When I became a chief information officer in early 2006, I had to start my organization’s IT department from the ground up with no actual budget to speak of. Unfortunately, given that the organization was located in China also meant that there were no valid licenses for any products installed on computers either. This lead me down the path toward alternative office suites to the usually defacto Microsoft offerings. It has been over 7 years since I first dove into using alternate suites and the landscape has matured for alternatives to the costly Microsoft Office so even though the budget challenges of nonprofits, churches, and missions organizations persist, great money saving Office alternatives exist. Here are some of the current offerings that are compatible across all major platforms (I’ve provided the business links, there are personal editions available as well):
(Microsoft) Office 365:
No, this isn’t quite the same as Microsoft Office! Office 365 is Microsoft’s answer to Google Apps; it is a pay per user per month or per user per year model. You essentially pay for it as an ongoing service, this can make it much easier on the pocket as you can change the number of users over time as your organization grows or shrinks without the danger of having expensive licenses go unused. It won’t save as much as other offerings, but every little bit helps. Office 365 offers trial periods here.
Google Apps is also a cloud or software as a service based offering from Google. It is cheaper than Microsoft’s offering and has a lot going for it in terms of collaboration. Google also offers a tier which includes online storage to safeguard valuable data. Google Apps offers a free trial here.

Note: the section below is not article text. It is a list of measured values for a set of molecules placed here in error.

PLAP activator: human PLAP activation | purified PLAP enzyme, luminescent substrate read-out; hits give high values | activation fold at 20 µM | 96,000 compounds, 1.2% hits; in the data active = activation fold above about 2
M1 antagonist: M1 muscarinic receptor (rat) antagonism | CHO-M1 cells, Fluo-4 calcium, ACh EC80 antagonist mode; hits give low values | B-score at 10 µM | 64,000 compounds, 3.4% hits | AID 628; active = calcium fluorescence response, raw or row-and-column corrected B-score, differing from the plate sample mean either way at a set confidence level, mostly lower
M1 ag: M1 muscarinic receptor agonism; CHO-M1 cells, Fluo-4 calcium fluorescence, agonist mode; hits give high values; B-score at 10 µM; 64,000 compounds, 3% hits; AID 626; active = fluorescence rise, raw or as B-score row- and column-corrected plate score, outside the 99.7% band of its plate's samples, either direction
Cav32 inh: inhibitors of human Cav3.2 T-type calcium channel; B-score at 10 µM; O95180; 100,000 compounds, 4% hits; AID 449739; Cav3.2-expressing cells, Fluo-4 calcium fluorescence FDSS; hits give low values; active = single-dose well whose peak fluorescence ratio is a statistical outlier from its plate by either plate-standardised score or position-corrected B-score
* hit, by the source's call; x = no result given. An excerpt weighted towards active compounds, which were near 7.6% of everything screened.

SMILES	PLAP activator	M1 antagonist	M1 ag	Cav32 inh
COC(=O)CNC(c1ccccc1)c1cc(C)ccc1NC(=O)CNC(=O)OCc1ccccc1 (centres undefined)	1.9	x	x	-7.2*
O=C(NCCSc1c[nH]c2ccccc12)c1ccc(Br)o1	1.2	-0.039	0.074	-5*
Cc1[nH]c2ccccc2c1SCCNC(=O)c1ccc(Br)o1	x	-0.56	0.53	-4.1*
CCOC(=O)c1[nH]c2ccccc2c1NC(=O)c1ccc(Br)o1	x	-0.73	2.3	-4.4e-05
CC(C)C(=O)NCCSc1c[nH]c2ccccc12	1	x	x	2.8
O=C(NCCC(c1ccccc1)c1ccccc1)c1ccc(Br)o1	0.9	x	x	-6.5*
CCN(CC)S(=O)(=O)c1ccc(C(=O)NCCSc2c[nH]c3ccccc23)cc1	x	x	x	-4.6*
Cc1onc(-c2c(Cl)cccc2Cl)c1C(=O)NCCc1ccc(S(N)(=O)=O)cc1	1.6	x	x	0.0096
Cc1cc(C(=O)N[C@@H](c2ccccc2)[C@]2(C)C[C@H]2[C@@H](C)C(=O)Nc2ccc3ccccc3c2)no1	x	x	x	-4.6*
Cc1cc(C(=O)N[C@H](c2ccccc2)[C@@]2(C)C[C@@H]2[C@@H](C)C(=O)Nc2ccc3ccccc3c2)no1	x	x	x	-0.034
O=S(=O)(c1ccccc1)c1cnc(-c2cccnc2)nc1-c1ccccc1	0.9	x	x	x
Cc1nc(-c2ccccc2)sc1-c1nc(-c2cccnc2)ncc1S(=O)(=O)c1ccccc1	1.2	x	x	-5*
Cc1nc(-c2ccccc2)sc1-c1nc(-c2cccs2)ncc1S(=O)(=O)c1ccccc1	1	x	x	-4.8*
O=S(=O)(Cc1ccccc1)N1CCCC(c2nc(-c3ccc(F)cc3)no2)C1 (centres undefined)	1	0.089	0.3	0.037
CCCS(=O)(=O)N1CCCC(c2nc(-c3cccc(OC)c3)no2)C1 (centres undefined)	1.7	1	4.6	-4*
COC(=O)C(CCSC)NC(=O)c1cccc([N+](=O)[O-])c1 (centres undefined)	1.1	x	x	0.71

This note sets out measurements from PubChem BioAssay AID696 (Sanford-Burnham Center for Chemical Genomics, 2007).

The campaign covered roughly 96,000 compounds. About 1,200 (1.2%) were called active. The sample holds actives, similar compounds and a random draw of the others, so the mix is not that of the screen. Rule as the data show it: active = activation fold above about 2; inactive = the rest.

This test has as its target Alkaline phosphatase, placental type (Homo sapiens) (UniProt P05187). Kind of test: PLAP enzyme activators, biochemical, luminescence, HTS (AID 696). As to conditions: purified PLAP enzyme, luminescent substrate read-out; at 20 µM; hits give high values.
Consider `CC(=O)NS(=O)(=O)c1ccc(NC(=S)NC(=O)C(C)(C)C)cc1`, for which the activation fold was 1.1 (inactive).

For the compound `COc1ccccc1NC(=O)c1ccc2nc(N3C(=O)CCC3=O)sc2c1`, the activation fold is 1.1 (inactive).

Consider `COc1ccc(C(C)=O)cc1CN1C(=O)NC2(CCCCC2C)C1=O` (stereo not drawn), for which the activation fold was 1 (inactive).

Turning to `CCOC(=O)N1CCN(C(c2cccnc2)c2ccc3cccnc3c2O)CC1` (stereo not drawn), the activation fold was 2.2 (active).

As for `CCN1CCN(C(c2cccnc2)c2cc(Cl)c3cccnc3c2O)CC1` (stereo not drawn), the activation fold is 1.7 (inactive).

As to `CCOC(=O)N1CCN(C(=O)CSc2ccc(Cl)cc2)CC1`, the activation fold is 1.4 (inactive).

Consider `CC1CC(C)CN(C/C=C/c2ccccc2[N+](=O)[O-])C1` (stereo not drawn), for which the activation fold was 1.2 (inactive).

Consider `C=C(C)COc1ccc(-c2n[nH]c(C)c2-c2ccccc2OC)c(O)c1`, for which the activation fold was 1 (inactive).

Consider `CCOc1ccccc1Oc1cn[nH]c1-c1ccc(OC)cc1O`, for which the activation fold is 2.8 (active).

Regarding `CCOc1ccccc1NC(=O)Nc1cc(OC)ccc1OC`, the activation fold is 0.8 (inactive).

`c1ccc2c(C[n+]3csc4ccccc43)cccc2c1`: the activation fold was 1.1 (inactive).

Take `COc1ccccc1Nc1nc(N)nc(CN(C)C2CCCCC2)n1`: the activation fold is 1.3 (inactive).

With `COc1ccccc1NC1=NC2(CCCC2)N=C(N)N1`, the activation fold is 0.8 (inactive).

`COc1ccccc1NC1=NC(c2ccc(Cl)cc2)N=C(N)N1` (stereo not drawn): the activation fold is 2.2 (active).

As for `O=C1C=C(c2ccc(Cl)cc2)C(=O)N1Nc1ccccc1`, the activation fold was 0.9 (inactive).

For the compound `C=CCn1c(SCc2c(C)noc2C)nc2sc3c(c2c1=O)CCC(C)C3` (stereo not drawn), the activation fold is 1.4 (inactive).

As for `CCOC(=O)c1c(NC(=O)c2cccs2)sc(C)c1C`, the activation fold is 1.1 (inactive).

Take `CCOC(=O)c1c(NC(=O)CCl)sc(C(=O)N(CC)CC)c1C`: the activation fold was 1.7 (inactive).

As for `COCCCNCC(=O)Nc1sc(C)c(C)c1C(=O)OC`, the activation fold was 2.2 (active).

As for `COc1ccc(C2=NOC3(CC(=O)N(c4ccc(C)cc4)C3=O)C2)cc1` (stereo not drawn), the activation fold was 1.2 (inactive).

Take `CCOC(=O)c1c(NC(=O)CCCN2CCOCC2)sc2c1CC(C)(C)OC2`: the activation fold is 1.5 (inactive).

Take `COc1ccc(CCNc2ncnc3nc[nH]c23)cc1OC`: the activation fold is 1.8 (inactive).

Open Office/Libre Office:
Open office was an office suite project that Sun Microsystems had open sourced and made available for free to the community. It is still available and popular; however, fear of Sun being purchased by Oracle caused quite a few developers to create a branch of the code called Libre Office. Now Open Office is held by the Apache foundation which ensures both offerings will always be free software. Don’t let the idea that they are free scare you, they are very mature and capable offerings. I completed my entire graduate program using Open Office and Libre Office and still use Libre Office as my primary office suite. You can download Open Office here or Libre Office here.
Migrating won’t be entirely without issues, sometimes odd quirks do show up with the .doc format. I’ve found that older .doc formats tend to work much better than newer ones, especially when nobody actually uses a lot of the XML features of newer formats. Regardless of the issues, it is well worth trying the above offerings as it can save organizations a great deal of money over the long run!